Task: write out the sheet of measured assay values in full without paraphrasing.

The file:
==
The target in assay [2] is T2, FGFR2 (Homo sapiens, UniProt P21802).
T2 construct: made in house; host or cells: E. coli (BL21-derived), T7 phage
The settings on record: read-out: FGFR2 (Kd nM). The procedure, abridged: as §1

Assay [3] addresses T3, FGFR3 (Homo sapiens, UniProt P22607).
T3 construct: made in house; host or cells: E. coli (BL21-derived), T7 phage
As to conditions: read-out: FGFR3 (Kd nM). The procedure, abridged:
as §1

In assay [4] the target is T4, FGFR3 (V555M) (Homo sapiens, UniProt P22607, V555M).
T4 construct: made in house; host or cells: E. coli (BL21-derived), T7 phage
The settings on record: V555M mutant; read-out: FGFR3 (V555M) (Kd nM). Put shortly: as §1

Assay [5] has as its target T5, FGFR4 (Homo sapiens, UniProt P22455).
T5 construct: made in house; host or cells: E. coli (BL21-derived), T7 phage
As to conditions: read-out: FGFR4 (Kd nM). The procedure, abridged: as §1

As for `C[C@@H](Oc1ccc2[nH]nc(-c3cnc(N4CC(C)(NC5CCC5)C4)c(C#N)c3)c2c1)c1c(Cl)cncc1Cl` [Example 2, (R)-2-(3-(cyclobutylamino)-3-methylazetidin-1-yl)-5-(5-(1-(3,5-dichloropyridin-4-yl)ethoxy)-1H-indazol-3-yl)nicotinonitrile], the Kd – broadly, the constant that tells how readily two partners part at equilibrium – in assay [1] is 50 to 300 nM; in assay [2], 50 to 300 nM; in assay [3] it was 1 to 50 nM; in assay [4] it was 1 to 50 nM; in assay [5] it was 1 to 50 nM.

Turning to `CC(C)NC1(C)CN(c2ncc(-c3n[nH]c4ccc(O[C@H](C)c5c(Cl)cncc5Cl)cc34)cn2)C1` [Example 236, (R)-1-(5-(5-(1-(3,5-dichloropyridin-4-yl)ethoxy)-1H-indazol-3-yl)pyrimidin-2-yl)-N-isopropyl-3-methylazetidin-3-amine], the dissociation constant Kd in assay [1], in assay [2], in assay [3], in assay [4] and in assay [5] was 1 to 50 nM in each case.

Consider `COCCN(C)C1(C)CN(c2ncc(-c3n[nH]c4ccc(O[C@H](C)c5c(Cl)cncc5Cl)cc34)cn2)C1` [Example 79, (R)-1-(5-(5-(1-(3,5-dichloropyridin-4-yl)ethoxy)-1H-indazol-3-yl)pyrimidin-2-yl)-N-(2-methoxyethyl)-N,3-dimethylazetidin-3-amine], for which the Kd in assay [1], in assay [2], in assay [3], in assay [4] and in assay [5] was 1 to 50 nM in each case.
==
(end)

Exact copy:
The target in assay [2] is T2, FGFR2 (Homo sapiens, UniProt P21802).
T2 construct: made in house; host or cells: E. coli (BL21-derived), T7 phage
The settings on record: read-out: FGFR2 (Kd nM). The procedure, abridged: as §1

Assay [3] addresses T3, FGFR3 (Homo sapiens, UniProt P22607).
T3 construct: made in house; host or cells: E. coli (BL21-derived), T7 phage
As to conditions: read-out: FGFR3 (Kd nM). The procedure, abridged:
as §1

In assay [4] the target is T4, FGFR3 (V555M) (Homo sapiens, UniProt P22607, V555M).
T4 construct: made in house; host or cells: E. coli (BL21-derived), T7 phage
The settings on record: V555M mutant; read-out: FGFR3 (V555M) (Kd nM). Put shortly: as §1

Assay [5] has as its target T5, FGFR4 (Homo sapiens, UniProt P22455).
T5 construct: made in house; host or cells: E. coli (BL21-derived), T7 phage
As to conditions: read-out: FGFR4 (Kd nM). The procedure, abridged: as §1

As for `C[C@@H](Oc1ccc2[nH]nc(-c3cnc(N4CC(C)(NC5CCC5)C4)c(C#N)c3)c2c1)c1c(Cl)cncc1Cl` [Example 2, (R)-2-(3-(cyclobutylamino)-3-methylazetidin-1-yl)-5-(5-(1-(3,5-dichloropyridin-4-yl)ethoxy)-1H-indazol-3-yl)nicotinonitrile], the Kd – broadly, the constant that tells how readily two partners part at equilibrium – in assay [1] is 50 to 300 nM; in assay [2], 50 to 300 nM; in assay [3] it was 1 to 50 nM; in assay [4] it was 1 to 50 nM; in assay [5] it was 1 to 50 nM.

Turning to `CC(C)NC1(C)CN(c2ncc(-c3n[nH]c4ccc(O[C@H](C)c5c(Cl)cncc5Cl)cc34)cn2)C1` [Example 236, (R)-1-(5-(5-(1-(3,5-dichloropyridin-4-yl)ethoxy)-1H-indazol-3-yl)pyrimidin-2-yl)-N-isopropyl-3-methylazetidin-3-amine], the dissociation constant Kd in assay [1], in assay [2], in assay [3], in assay [4] and in assay [5] was 1 to 50 nM in each case.

Consider `COCCN(C)C1(C)CN(c2ncc(-c3n[nH]c4ccc(O[C@H](C)c5c(Cl)cncc5Cl)cc34)cn2)C1` [Example 79, (R)-1-(5-(5-(1-(3,5-dichloropyridin-4-yl)ethoxy)-1H-indazol-3-yl)pyrimidin-2-yl)-N-(2-methoxyethyl)-N,3-dimethylazetidin-3-amine], for which the Kd in assay [1], in assay [2], in assay [3], in assay [4] and in assay [5] was 1 to 50 nM in each case.